Jump up ^ Michod RE, Bernstein H, Nedelcu AM (May 2008). “Adaptive value of sex in microbial pathogens” (PDF). Infection, Genetics and Evolution. 8 (3): 267–85. doi:10.1016/j.meegid.2008.01.002. PMID 18295550.
45. Centers for Disease Control and Prevention (CDC) (1989) ‘Guidelines for Prophylaxis Against Pneumocystis carinii Pneumonia for Persons Infected with Human Immunodeficiency Virus’ MMWR Weekly 38(S-5):1-9
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A retrovirus of the subfamily lentivirus that causes acquired immunodeficiency syndrome (AIDS). The most common type of HIV is HIV-1, identified in 1984. HIV-2, first discovered in West Africa in 1986, causes a loss of immune function and the subsequent development of opportunistic infections identical to those associated with HIV-1 infections. The two types developed from separate strains of simian immunodeficiency virus. In the U.S., the number of those infected with HIV-2 is very small, but blood donations are screened for both types of HIV.
HIV-1 appears to have originated in southern Cameroon through the evolution of SIV(cpz), a simian immunodeficiency virus (SIV) that infects wild chimpanzees (HIV-1 descends from the SIV(cpz) endemic in the chimpanzee subspecies Pan troglodytes troglodytes). The closest relative of HIV-2 is SIV (smm), a virus of the sooty mangabey (Cercocebus atys atys), an Old World monkey living in littoral West Africa (from southern Senegal to western Côte d’Ivoire). New World monkeys such as the owl monkey are resistant to HIV-1 infection, possibly because of a genomic fusion of two viral resistance genes. HIV-1 is thought to have jumped the species barrier on at least three separate occasions, giving rise to the three groups of the virus, M, N, and O.
Such attitudes are inappropriate because HIV is poorly transmissible without sexual contact blood contact. In addition, the expected survival is long in patients with HIV infection who are receiving treatment. HIV is not transmitted during casual contact and is readily inactivated by simple detergents. Much of the concern regarding HIV infection is due to the incurability of the infection and the relentless immune decline and eventual premature death in the vast majority of infected people.
Acquired immunodeficiency syndrome A condition defined by CDC criteria, which is intimately linked to infection by a retrovirus, human immunodeficiency virus–HIV-1; long-term survival after HIV infection is possible; once clinical AIDS develops, it is fatal, despite temporary response to various therapies. See ARC, ‘Dominant dozen. ‘, gp120, gp160, Hairy leukoplakia, HIV-1, HIV-2, Isospora belli, Nonprogressive HIV infection Patient zero, Pneumocystis carinii, VLIA–virus-like infectious agent, Walter Reed classification.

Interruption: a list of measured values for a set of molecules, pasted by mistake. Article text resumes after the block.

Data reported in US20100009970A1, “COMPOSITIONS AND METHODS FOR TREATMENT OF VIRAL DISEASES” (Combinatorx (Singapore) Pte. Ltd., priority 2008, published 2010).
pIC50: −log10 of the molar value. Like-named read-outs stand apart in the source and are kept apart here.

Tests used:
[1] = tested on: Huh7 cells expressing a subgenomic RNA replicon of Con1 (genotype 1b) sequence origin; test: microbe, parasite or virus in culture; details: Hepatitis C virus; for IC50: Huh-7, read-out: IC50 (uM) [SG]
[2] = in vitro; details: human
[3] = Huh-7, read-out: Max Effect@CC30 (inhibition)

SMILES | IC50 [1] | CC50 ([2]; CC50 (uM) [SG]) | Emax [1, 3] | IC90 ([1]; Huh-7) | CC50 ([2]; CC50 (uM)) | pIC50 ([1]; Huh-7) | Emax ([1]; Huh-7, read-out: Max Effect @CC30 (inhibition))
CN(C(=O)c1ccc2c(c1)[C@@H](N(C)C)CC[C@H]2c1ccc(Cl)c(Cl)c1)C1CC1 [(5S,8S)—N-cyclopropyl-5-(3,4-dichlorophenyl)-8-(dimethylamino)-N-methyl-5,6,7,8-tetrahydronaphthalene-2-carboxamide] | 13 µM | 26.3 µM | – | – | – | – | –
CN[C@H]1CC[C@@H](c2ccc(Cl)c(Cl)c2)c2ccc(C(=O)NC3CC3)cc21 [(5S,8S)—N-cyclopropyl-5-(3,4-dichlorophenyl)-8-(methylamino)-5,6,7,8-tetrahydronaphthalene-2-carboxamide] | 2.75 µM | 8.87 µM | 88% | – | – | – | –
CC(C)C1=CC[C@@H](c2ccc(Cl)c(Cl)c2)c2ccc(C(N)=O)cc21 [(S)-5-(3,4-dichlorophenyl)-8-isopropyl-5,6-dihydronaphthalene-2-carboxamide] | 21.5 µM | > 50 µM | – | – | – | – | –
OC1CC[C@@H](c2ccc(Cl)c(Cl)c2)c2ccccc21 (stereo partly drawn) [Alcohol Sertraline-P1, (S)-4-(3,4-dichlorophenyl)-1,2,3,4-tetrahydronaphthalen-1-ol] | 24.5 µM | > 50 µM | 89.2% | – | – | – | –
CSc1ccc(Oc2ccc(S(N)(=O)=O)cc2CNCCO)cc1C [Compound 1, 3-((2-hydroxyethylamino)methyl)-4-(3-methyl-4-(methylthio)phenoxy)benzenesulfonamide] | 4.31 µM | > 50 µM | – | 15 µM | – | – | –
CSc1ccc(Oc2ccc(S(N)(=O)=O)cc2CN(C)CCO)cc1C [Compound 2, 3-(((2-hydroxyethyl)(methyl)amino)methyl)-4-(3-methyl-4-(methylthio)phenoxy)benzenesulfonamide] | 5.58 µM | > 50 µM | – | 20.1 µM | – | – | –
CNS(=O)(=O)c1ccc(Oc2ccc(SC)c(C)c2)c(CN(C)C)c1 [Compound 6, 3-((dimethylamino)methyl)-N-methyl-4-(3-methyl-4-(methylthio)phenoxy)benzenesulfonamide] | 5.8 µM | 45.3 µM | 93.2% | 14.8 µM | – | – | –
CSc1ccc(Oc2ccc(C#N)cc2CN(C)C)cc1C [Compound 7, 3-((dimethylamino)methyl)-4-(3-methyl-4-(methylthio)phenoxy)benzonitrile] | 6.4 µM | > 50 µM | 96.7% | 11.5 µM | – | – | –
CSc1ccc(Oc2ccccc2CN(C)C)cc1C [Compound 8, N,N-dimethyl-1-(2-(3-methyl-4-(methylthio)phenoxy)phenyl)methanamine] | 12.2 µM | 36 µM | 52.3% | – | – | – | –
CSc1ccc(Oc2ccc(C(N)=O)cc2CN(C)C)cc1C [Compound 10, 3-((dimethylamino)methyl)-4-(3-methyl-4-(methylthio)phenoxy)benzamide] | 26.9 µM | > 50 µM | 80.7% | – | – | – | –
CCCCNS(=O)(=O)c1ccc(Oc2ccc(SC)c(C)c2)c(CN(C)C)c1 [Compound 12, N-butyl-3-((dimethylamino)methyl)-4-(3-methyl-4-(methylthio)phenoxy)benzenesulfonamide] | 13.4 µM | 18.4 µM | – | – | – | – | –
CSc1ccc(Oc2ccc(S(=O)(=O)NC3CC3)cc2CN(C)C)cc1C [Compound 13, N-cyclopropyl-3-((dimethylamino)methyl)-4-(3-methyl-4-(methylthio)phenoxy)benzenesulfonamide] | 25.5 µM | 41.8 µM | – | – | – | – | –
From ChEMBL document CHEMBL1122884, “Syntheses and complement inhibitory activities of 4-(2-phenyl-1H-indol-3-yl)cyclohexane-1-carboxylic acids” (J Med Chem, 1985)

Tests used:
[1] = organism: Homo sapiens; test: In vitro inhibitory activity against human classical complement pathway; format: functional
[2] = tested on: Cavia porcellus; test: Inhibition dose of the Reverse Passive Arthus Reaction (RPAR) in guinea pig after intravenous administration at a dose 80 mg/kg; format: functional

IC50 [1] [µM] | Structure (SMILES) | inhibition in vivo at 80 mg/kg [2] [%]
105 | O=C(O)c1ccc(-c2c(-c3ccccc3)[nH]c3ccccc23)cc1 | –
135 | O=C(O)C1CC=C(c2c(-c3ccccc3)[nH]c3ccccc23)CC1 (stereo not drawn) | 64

The United States struggled to cope with AIDS from the early 1980s until the late 1990s, when new drug therapies started to extend the length and quality of life for many people with AIDS. Since the beginning, AIDS and its resulting epidemic in the United States have raised a great number of legal issues, which are made all the more difficult by the nature of the disease. AIDS is a unique killer, but some of its aspects are not: epidemics have been seen before; other sexually transmitted diseases have been fatal. AIDS is different because it was discovered in—and in the United States still predominantly afflicts—unpopular social groups: gay men and drug users. This fact has had a strong impact on the shaping of AIDS law. Law is often shaped by politics, and AIDS is a highly politicized disease. The challenge in facing an epidemic that endangers everyone is complicated by the stigma attached to the people most likely to be killed by it.
Nesheim SR, Kapogiannis BG, Soe MM, et al. Trends in opportunistic infections in the pre- and post-highly active antiretroviral therapy eras among HIV-infected children in the Perinatal AIDS Collaborative Transmission Study, 1986-2004. Pediatrics. 2007 Jul. 120(1):100-9. [Medline].
Jump up ^ Nachega, JB; Marconi, VC; van Zyl, GU; Gardner, EM; Preiser, W; Hong, SY; Mills, EJ; Gross, R (April 2011). “HIV treatment adherence, drug resistance, virologic failure: evolving concepts”. Infectious disorders drug targets. 11 (2): 167–74. doi:10.2174/187152611795589663. PMID 21406048.
Ruiz L, van Lunzen J, Arno A, et al. Protease inhibitor-containing regimens compared with nucleoside analogues alone in the suppression of persistent HIV-1 replication in lymphoid tissue. AIDS. 1999 Jan 14. 13(1):F1-8. [Medline]. [redirect url=’http://penetratearticles.info/bump’ sec=’7′]